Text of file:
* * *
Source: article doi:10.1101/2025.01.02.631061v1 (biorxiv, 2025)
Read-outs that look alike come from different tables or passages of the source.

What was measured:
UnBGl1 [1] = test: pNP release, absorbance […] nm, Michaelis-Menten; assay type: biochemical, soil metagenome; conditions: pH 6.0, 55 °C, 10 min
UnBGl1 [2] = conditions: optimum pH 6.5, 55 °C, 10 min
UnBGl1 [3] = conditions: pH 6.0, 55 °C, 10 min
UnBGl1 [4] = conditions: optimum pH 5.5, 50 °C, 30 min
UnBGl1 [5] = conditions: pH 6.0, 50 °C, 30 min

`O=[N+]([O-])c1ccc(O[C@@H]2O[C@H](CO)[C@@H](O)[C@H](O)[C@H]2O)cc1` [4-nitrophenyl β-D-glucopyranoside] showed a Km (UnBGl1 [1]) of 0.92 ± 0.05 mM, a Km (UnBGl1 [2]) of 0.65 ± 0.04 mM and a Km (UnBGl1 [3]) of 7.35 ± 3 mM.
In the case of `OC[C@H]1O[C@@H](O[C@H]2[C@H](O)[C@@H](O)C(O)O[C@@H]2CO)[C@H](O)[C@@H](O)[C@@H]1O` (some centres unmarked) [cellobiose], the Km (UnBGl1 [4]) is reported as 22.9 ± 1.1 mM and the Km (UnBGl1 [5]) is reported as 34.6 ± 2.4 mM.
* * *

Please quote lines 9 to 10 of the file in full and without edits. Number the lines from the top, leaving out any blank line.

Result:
`O=[N+]([O-])c1ccc(O[C@@H]2O[C@H](CO)[C@@H](O)[C@H](O)[C@H]2O)cc1` [4-nitrophenyl β-D-glucopyranoside] showed a Km (UnBGl1 [1]) of 0.92 ± 0.05 mM, a Km (UnBGl1 [2]) of 0.65 ± 0.04 mM and a Km (UnBGl1 [3]) of 7.35 ± 3 mM.
In the case of `OC[C@H]1O[C@@H](O[C@H]2[C@H](O)[C@@H](O)C(O)O[C@@H]2CO)[C@H](O)[C@@H](O)[C@@H]1O` (some centres unmarked) [cellobiose], the Km (UnBGl1 [4]) is reported as 22.9 ± 1.1 mM and the Km (UnBGl1 [5]) is reported as 34.6 ± 2.4 mM.